TRAVELLING BY ROAD THROUGH NIGERIA

Benin-Ore-Lagos-Road1

I love to travel quite a lot, especially when it is by road and the country is Nigeria. There’s just so much to see on the roads that I’m always drawn to it, each time there’s an event that requires my moving from a part of the country to the other.

Infact, I’m thrilled more by the journey to be made than the event I am to attend most of the time, if not all of the time.

There are many things that make travelling by road in Nigeria unique and interesting and would make a road travellers delight anyday, especially when you do it the way the majority of the Nigerian masses do on a daily basis.

You may decide to travel by the big (even double decker) luxury buses, or the small ‘kombi’ buses. The luxury buses will make much sense if you’re travelling from one end of the country to the other, or if you want to make such long journeys at night.

Night journeys are an option when you don’t have enough to fly, or you’re afraid of heights or you changed your mind about flying after a major air disaster or near-air disaster experience that’s commonplace with travelling by air in the Nigerian airspace with any of the local airlines currently dotting the Nigerian landscape and airspace, and you want to still reach your destination early the next morning to make an appointment.

The small ‘kombi’ buses and cars are other options one can explore, though the small cars are never a choice for me when it comes to long distance journeys, except when it becomes absolutely necessary.

The ‘kombi’ buses are all purpose, as long as they don’t break down on the road and belong to a reputable transport company that’s been in the business for a very long time. They are my preferred choice, whether adequately ‘air conditioned’ or not, as well as with or without audio-visual entertainment.

They give you ample space to freely view the outside world, to see what changes have occured since the last time you made the journey through same place, and compare developments in some area to the other.

You can trust the drivers to ensure you don’t have any sleep (deserved or not), as they make for every ditch available on the road, while throwing your gut about in the process. Only someone, who’s been bitten by a Tse-Tse fly can remain somnolent in the conditions under which journeys are made on Nigeria’s mainly dilapidated roads, as even bus companies noted for careful driving in the past have slightly begun to drop guard over their errant drivers. For me though, the whole journey is always a thrill, good or bad.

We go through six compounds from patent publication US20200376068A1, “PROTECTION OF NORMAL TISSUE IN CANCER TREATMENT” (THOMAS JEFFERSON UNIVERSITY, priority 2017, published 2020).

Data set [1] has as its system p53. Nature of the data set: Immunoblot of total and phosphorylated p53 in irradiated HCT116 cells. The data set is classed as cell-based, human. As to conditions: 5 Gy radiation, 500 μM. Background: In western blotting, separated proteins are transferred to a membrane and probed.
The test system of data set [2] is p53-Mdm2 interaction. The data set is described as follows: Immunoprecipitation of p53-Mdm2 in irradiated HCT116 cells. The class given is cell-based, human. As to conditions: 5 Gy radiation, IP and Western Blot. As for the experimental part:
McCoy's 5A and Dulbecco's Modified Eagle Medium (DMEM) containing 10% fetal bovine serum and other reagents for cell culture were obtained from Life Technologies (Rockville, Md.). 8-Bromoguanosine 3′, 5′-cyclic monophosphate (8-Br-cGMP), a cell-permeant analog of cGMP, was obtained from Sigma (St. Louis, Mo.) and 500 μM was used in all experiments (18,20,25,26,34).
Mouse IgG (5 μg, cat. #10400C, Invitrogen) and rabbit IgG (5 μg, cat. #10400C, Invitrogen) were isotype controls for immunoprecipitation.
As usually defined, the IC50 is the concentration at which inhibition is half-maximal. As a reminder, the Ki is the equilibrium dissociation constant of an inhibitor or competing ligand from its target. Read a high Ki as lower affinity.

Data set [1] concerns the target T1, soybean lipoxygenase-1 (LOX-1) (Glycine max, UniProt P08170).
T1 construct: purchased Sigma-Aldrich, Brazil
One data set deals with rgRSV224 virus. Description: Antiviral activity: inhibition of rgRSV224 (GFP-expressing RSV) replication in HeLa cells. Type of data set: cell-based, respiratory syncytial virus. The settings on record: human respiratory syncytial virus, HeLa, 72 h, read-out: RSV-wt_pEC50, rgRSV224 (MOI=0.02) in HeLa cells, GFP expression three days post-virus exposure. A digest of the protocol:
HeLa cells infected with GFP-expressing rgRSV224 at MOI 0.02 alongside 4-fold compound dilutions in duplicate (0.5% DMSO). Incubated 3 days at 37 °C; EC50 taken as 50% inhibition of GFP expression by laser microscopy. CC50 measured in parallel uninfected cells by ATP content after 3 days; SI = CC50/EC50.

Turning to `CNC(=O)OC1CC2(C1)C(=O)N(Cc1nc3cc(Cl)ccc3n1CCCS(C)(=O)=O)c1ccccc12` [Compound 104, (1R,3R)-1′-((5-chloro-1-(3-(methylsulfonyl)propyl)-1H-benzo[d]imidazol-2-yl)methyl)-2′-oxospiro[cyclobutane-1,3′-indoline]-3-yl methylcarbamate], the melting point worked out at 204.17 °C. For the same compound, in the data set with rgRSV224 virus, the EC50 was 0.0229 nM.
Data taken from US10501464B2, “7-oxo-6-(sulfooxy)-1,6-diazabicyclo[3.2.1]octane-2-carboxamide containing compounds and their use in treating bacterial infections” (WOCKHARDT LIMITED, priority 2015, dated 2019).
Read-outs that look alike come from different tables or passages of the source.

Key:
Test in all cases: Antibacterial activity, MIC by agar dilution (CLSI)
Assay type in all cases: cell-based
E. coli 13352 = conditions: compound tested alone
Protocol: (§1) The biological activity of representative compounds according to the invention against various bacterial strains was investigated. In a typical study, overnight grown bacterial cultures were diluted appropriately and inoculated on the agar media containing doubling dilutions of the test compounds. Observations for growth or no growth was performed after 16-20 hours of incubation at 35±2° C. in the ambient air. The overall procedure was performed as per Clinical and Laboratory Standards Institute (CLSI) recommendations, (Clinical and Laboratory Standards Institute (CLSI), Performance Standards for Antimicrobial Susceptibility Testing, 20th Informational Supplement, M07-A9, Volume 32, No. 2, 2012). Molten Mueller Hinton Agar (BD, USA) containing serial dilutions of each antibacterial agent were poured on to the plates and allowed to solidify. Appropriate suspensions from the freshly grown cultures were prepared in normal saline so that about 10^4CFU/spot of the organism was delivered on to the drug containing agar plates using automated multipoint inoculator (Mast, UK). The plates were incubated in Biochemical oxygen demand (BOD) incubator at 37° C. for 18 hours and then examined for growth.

The journey starts with the ritual of a prayer (Nigeria is so religious, we pray even before we commit evil) either by one unknown probably faking as a ‘pastor’ praying for ‘journey mercies’ for a few stipends that passengers may be willing to part with. Some of them will appreciate a ‘freewill’ offering, but seeing that most Nigerians have become tight-fisted owing to obvious reasons, they now seem to want to compel passengers to make offering, by offering them envelopes to put their ‘widows mite’ to assist the ‘work of evangelism’ worldwide.

When such pastors don’t show, then one of the passengers takes on the gauntlet. Having to be the one to act as pastor in the bus comes with consequences. It means the so called ‘prayer warrior’ will be at his/her best behaviour throughout the duration of the journey. There’ll be no toasting of a female passenger sitting near to him or if in the case of a ‘pastoress’, have simply killed any chance of being toasted by an interested male for the duration of the journey (except by another pastor, who may then begin to bore her if she was just a ‘fake’ pastoress in the first place).
She will also be left out of some fun things that may be going on in the bus that will be considered worldly, except (s)he wants to be viewed as a hypocrite.

The driver may just start everyone up on a religious note by playing ‘church songs’ or gospel music if that’s what you call it. You’d be fooling yourself if you thought that’ll be the trend for the rest of the journey (save he’s a ‘born again’ driver, which is almost rare to come by these days), as sooner than he leaves the park, ‘church songs’ soon give way to sometimes the most lurid, vulgar and sexually explicit types of music that Nigerian singers have churned out for a time as this. Except in the case of elderly drivers where you can be assured of some evergreen highlife tracks from ‘his’ time (which will bore the young but uplift the older passengers).